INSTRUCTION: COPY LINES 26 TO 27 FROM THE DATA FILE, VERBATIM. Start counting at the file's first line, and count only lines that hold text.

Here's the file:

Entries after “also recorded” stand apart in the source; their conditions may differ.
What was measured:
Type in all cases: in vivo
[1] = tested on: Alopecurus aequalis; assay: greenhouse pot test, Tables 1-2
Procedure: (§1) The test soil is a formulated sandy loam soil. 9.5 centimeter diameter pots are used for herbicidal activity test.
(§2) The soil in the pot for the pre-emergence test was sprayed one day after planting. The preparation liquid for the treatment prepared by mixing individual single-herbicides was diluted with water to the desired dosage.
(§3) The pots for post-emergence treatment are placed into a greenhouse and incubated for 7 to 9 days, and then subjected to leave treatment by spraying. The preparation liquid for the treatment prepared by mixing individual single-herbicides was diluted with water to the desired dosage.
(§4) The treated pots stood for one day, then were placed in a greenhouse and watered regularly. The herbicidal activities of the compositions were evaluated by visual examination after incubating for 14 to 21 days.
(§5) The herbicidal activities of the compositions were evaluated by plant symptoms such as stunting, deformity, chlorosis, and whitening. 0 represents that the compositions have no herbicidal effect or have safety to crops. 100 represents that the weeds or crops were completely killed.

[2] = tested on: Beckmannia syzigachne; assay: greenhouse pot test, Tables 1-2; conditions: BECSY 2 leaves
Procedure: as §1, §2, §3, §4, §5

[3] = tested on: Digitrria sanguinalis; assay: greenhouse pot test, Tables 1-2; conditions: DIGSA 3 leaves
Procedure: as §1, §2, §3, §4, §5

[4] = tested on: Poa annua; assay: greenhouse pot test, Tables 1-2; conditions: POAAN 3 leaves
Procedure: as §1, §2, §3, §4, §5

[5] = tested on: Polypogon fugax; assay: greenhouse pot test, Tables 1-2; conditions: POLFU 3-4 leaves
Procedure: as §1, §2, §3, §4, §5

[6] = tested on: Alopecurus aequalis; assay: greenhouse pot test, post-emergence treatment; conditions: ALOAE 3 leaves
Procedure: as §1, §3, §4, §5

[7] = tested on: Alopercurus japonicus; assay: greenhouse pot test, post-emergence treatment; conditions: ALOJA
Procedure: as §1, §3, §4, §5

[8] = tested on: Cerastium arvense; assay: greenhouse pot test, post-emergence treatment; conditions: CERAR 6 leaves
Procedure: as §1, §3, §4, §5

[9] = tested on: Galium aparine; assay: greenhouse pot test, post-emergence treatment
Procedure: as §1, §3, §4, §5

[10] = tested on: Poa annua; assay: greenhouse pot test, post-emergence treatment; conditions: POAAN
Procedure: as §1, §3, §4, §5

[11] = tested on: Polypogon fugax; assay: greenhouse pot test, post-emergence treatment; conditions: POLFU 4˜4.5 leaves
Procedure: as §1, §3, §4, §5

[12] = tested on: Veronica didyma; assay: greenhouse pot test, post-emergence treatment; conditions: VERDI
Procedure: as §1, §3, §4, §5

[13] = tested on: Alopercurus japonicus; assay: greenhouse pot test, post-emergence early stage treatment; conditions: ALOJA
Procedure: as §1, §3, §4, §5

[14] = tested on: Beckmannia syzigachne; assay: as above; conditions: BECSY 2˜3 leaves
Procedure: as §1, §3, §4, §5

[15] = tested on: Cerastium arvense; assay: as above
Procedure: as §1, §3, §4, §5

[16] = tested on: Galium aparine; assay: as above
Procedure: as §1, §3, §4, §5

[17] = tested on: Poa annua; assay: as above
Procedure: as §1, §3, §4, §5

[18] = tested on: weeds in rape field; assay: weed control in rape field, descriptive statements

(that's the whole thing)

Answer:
[10] = tested on: Poa annua; assay: greenhouse pot test, post-emergence treatment; conditions: POAAN
Procedure: as §1, §3, §4, §5